Radha Nagarajan obtained his B.Eng. (First Class Honors) degree in Electrical Engineering from the National University of Singapore where he studied under the Government of Singapore Undergraduate Merit Scholarship. He was then awarded the Hitachi Foundation Scholarship to study at the University of Tokyo, Japan, where he obtained his M.Eng. degree in Electronic Engineering. He obtained his Ph.D. in Electrical Engineering from the University of California, Santa Barbara, where he was awarded the General Affiliates Dissertation (Ph.D.) Fellowship.
He is a Fellow of the Optical Society of America (OSA) and a Senior Member of IEEE/LEOS. He was co-recipient of the 2006 IEEE LEOS Aron Kressel Award "In recognition of breakthrough work in the development and manufacturing of Large Scale Photonic Integrated Circuit", along with Charles Joyner and Richard Schneider.
Abstract: The total optoelectronics components and enabled products grew 20% in 2005 to $364 billion, from $304 billion in 2004. Components grew 17% in 2005 to $104 billion, from $89 billion in 2004. When flat panel displays are excluded as components, components grew 10% in 2005 to $30 billion, from $27 billion in the previous year. Enabled products grew 21% to $260 billion in 2005, from $215 billion in 2004. The driving engine for these numbers has again been the successful penetration of display-based products and technologies into both the consumer and computer markets, as it was in 2004. The products with the strongest growth were liquid crystal display (LCD) TVs (79%) and camera phones/personal digital assistants (PDA) (41%). Within the components segment, much of the growth has been driven by solar cells (24%), display modules (20%), and sources and detectors (10%). The sources and detectors segment includes optoelectronics components with strong growth rates such as image sensors (26%), nondiode lasers (9%), and diode lasers (6%). All segments exhibited growth in 2005 except optical storage media, which declined (3%) due to strong competition. Optoelectronics technology has demonstrated remarkable flexibility in influencing new applications. Examples from 2005 include: The development of flat panel displays that are used in computers and television achieved $74 billion in 2005 growing nearly 20% over 2004, and is a good indicator that this is indeed a vibrant application. The use of small displays in mobile handheld devices has grown quickly and has opened up new opportunities. Optoelectronic packaging has leveraged this market especially the innovations around the use of HBLED as backlighting. The development of high-brightness light emitting diodes (HB LED) is expected to provide new market opportunities in large signs, signals, general illumination, and in the automotive segment for both passenger and industrial vehicles. The use of HB LEDs for backlighting displays, especially small displays for handhelds, is growing quickly and allowing the innovation of ceramic materials to be used in thermally sensitive packaging platforms. The imaging array sensor has enabled digital cameras and the technology is placing strong pressure on the traditional photography industry. The camera phone is one area that grew quickly in 2005 and is providing an opportunity to leverage digital technology in different applications. As cameras in mobile phones are becoming popular, the use of white HB LEDs for camera flash to replace filament flash expected to become the norm in 2006. Diode lasers were historically designed for optical communications. With the growth in diode laser-based optical storage, however, product revenue has now exceeded those for the more expensive communications lasers. Advances in optical disk technology with blue diode lasers are expected to fuel the growth of DVD players. Optical storage pricing for standard compact disc (CD) and digital versatile disc (DVD) lasers suffered in 2005 and affected revenue growth. Recent OIDA workshops on 100Gbps and micro-optoelectronic packaging are beginning to bring the commercial industry together to address high performance, low cost integrated packaging issues. A number of integrated technical solutions both at the device and packaging level have opened new opportunities at 100Gbps data rates. In conclusion, the optoelectronics is quickly penetrating a number of products across many markets, with a trend toward convergence. Optoelectronics technologies are utilized in products that span communications, computing, and consumer/entertainment. A significant enabler driving convergence is the LCD flat panel display, which is today found not only in notebook personal computers (PC), but also in televisions, mobile cellular phones, PDAs, and desktop monitors. A number of specific types of applications that are particularly dependent upon optoelectronics have strong potential for market growth in 2006. These include the Internet and computing, cellular telephony, wireline telecommunications, and emerging applications such as games, healthcare, and sensors.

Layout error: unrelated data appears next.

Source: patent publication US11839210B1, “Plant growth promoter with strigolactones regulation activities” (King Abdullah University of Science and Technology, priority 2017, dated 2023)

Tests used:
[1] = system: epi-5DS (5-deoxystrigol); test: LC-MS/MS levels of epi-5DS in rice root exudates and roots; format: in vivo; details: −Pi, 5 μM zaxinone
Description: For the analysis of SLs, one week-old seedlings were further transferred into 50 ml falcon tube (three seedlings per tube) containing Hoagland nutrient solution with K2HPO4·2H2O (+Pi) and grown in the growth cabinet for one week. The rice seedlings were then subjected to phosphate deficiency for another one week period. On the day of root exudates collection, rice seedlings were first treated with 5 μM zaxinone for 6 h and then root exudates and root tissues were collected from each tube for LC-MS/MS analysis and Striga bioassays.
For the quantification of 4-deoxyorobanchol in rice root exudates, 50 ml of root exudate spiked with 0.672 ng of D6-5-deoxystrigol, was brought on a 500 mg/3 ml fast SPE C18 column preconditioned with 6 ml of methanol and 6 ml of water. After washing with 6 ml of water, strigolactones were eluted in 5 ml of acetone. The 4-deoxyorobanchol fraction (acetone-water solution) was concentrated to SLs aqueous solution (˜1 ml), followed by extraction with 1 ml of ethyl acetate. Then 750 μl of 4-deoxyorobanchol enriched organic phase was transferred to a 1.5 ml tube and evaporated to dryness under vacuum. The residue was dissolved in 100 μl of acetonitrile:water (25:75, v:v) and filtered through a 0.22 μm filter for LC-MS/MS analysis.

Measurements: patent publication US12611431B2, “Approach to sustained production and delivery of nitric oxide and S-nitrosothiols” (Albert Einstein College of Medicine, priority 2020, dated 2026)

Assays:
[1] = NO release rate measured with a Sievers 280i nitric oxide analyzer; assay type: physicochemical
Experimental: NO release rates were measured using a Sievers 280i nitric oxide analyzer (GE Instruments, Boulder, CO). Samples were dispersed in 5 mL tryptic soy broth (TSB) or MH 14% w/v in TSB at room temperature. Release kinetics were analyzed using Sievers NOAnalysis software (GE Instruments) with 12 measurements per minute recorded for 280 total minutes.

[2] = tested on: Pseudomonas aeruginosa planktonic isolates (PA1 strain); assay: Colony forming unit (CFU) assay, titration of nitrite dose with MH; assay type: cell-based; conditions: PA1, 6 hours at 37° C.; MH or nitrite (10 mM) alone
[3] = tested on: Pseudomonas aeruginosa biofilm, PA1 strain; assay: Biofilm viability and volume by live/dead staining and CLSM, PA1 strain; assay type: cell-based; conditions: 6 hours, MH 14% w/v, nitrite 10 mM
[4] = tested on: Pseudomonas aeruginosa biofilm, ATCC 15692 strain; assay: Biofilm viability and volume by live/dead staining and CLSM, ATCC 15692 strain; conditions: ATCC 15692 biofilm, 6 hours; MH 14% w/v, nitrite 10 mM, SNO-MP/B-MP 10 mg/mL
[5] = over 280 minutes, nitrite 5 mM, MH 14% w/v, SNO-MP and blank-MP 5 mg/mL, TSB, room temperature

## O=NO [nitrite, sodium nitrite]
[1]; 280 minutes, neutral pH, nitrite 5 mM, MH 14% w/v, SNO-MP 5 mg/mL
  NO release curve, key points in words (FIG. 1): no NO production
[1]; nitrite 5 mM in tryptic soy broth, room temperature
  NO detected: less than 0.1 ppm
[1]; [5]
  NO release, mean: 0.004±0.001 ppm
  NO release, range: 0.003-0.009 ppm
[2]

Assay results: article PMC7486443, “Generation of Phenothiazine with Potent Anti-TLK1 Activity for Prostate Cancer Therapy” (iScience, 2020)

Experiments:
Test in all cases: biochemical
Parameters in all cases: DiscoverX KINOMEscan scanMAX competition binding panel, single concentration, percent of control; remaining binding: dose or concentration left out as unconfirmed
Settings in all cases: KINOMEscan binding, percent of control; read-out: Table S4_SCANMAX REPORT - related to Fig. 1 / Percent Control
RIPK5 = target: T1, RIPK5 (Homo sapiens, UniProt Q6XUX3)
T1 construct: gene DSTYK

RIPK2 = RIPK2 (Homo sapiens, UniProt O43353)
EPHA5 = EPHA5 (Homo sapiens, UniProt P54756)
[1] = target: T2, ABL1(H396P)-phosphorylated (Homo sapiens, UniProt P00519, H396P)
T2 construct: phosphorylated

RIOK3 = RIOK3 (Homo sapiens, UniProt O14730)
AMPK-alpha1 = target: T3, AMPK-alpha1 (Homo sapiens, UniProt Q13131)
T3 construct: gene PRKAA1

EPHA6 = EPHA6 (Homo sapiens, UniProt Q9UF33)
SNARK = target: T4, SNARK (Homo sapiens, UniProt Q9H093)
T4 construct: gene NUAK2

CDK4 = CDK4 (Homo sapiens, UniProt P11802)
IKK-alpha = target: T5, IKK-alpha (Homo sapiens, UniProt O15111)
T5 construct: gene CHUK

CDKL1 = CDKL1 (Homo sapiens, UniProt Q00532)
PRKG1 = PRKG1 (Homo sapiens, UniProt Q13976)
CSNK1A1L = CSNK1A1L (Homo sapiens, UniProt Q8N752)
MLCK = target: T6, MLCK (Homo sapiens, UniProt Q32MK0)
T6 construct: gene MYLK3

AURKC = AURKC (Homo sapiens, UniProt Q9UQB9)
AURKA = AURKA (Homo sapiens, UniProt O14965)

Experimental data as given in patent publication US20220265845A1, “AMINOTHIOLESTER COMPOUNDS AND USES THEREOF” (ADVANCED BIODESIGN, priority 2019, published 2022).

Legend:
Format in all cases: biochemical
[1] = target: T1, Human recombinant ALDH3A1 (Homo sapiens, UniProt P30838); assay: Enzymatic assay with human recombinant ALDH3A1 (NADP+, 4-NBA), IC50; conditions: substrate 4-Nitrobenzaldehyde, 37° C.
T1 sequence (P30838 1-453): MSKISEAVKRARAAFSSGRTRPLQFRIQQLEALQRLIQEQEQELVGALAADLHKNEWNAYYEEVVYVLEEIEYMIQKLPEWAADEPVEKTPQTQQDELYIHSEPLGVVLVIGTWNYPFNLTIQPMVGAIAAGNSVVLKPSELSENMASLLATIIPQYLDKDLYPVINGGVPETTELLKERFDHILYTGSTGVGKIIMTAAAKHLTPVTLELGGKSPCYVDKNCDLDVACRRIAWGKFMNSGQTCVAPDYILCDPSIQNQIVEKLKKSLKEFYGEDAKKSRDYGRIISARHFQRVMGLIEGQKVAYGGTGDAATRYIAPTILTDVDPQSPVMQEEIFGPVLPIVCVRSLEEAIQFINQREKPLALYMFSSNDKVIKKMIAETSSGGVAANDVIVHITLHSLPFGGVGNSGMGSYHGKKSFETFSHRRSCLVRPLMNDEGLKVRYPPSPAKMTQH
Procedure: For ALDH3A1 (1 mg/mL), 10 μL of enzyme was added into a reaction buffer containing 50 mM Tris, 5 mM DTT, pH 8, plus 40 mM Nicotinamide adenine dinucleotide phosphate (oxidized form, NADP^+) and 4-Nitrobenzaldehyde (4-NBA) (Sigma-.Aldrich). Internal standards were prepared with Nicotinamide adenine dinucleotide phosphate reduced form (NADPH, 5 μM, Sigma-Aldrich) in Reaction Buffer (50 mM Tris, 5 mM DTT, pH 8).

Bio: Michael Lebby, OIDA's former executive director, was elected as the new president and CEO of OIDA on February 17, 2006. His career has spanned all aspects of the optoelectronics business ranging from research and development, manufacturing, and finance, to sales, marketing, and investing. He holds more than 170 U.S. patents issued in optoelectronics. In 1985, Lebby's research took him to AT&T Bell Laboratories, followed in 1989 by a move to Motorola's Phoenix Corporate Research Laboratory in Phoenix, Arizona. Early in 1997, he became an R&D Business Technology Development Manager where he managed all aspects of advanced technologies in corporate R&D. In 1998, Lebby joined AMP as a member of the Global Optoelectronics Division's management team. At AMP he was responsible for growing the fiber optic datacom and telecom business through external interactions that included mergers, acquisitions strategic alliances, and technical strategic planning. During the summer of 1999, Lebby joined Intel as a corporate investor and was responsible for sourcing, negotiating, and closing private placement equity deals in the optical networking, component, and semiconductor arenas. In 2001, Lebby founded a new fiber optics company, Ignis Optics, where he served as the CEO, President, and Board Member in addition to acting VP of Sales, Marketing and Business Director during the growth phases. Ignis Optics was acquired by Bookham Technology in October 2003 and Lebby became responsible for corporate and technical strategy at Bookham Technology. Dr. Lebby joined OIDA as Executive Director in early 2005. He was elected an IEEE Fellow for contributions to optoelectronics technology.